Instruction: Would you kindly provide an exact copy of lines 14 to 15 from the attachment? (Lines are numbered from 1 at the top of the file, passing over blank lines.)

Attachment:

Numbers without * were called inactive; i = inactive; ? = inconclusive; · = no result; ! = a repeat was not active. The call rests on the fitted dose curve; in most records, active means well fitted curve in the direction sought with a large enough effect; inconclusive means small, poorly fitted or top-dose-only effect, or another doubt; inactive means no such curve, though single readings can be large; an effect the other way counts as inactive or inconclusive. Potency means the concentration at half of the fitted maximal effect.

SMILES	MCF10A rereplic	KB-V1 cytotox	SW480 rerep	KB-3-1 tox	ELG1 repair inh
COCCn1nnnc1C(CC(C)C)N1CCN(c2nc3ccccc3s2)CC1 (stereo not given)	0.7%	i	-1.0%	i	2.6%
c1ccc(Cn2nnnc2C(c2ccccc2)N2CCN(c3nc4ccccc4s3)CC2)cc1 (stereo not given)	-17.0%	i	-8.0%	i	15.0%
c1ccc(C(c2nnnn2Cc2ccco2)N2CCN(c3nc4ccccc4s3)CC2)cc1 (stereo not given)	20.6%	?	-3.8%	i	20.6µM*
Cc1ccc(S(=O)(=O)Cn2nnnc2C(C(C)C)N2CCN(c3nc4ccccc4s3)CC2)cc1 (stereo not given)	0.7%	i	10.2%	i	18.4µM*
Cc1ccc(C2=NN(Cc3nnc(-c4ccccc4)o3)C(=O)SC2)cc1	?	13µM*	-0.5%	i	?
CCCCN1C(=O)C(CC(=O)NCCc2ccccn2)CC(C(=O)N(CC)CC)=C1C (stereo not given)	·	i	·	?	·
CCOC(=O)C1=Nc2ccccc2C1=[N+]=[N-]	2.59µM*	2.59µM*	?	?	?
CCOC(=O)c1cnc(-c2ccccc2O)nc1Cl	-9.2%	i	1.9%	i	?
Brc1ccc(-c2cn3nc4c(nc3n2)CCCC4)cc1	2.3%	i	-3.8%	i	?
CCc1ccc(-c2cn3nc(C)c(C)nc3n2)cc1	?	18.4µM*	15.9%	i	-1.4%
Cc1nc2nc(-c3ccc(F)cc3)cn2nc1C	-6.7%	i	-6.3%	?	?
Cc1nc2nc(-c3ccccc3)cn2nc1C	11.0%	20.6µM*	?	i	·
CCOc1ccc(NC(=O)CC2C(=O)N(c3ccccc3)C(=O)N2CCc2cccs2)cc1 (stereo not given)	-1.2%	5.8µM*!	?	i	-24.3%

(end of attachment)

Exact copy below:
Cc1nc2nc(-c3ccccc3)cn2nc1C	11.0%	20.6µM*	?	i	·
CCOc1ccc(NC(=O)CC2C(=O)N(c3ccccc3)C(=O)N2CCc2cccs2)cc1 (stereo not given)	-1.2%	5.8µM*!	?	i	-24.3%